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against the parliament. For that the protestants were ther on the winning hand, it must needs be plain; who, notwithstanding the miss of those forces, which at their landing here mastered without difficulty great part of Wales and Cheshire, yet made a shift to keep their own in Ireland. But the plot of this Irish truce is in good part discovered in that declaration of September 30, 1643. And if the protestants were but handfuls there, as he calls them, why did he stop and waylay, both by land and sea, to his utmost power, those provisions and supplies which were sent by the parliament? How were so many handfuls called over, as for a while stood him in no small stead, and against our main forces here in England ?
Since therefore all the reasons that can be given of this cessation appear so false and frivolous, it may be justly feared, that the design itself was most wicked and pernicious. What remains then? He“ appeals to God," and is cast; likening his punishment to Job's trials, before he saw them to have Job's ending. But how could charity herself believe there was at all in him any religion, so much as but to fear there is a God; whenas, by what is noted in the declaration of “No more addresses," he vowed solemnly to the parliament, with imprecations upon himself and his posterity, if ever he consented to the abolishing of those laws which were in force against papists; and, at the same time, as appeared plainly by the very date of his own letters to the queen and Ormond, consented to the abolishing of all penal laws against them both in Ireland and England ? If these were acts of a religious prince, what
of man, written or unwritten, can tell us news of any prince that ever was irreligious ? He cannot stand" to make prolix apologies.” Then surely those long pamphlets set out for declarations and protestations in his name were none of his; and how they should be his, indeed, being so repugnant to the whole course of his actions, augments the difficulty.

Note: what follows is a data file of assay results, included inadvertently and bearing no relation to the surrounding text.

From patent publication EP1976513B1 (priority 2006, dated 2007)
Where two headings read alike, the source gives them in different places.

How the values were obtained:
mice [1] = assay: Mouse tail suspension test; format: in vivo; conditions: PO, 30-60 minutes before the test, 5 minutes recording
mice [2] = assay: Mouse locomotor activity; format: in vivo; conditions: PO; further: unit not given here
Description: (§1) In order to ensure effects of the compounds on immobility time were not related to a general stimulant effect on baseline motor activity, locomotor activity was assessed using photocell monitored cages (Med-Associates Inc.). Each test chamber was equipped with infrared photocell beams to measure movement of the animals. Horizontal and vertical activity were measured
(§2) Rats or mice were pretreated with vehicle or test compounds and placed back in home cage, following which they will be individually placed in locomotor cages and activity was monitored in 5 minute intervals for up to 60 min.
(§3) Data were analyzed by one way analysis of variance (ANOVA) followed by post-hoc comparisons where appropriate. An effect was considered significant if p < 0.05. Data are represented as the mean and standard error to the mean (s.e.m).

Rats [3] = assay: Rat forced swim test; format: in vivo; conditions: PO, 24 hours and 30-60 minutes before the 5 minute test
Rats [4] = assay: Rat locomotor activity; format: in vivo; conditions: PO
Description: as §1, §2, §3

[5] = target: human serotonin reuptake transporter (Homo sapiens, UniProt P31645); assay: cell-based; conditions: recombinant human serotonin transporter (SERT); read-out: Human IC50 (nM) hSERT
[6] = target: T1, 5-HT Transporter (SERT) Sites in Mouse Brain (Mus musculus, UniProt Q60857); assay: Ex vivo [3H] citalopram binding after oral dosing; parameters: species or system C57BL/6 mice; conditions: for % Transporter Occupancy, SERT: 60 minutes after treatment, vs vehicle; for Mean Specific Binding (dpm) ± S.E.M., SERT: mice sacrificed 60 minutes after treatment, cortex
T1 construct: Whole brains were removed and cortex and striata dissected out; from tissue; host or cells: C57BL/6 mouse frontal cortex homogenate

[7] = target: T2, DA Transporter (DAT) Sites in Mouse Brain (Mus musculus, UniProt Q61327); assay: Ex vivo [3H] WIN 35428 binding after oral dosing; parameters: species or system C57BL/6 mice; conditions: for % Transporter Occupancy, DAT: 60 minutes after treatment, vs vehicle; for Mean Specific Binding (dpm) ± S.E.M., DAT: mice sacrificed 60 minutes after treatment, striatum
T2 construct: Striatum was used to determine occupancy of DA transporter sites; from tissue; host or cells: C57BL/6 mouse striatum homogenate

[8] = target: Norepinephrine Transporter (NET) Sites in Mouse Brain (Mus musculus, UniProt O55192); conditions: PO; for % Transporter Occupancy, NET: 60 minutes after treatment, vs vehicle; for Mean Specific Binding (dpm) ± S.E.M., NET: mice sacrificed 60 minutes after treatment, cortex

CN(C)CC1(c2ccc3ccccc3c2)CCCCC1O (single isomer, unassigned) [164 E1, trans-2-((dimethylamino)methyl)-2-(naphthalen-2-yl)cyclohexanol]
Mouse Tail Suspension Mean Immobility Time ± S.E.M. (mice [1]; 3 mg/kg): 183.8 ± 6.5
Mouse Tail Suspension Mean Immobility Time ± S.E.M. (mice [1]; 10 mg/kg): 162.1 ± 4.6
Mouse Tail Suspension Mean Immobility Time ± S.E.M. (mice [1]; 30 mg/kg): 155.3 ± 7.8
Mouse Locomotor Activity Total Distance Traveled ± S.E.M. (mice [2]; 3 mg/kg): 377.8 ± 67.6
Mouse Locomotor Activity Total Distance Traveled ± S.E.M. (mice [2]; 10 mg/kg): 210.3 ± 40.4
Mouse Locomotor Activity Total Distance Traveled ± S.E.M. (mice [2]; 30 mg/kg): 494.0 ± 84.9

But he usurps a common saying, “ That it is kingly to do well, and hear ill.” That may be sometimes true; but far more frequently to do ill and hear well; so great is the multitude of Aatterers, and them that deify the name of king! Yet not content with these neighbours, we have him still a perpetual preacher of his own virtues, and of that especially which who knows not to be patience perforce ? He“ believes
it will at last appear, that they wno first began to embroil his other kingdoms, are also guilty of the blood of Ireland.” And we believe so too; for now the cessation is become a peace by published articles, and commission to bring them over against England, first only ten thousand by the Earl of Glamorgan, next all of thern, if possible, under Ormond, which was the last of all his transactions done as a public person. And no wonder; for he looked upon the blood spilt, whether of subjects or of rebels, with an indifferent eye, as exhausted ont of his own veins;" without distinguishing, as he ought, which was good blood and which corrupt; the not letting out whereof endangers the whole body.
And what the doctrine is, ye may perceive also by the prayer, which, after a short ejaculation for the “poor protestants,” prays at large for the Irish rebels, that God would not give them over, or “ their children, to the covetousness, cruelty, fierce and cursed anger" of the parliament. He finishes with a deliberate and solemn
upon himself and his father's house.” Which how far God hath already brought to'pass, is to the end, that men, by so eminent an example, should learn to tremble at his judgments, and not play with imprecations.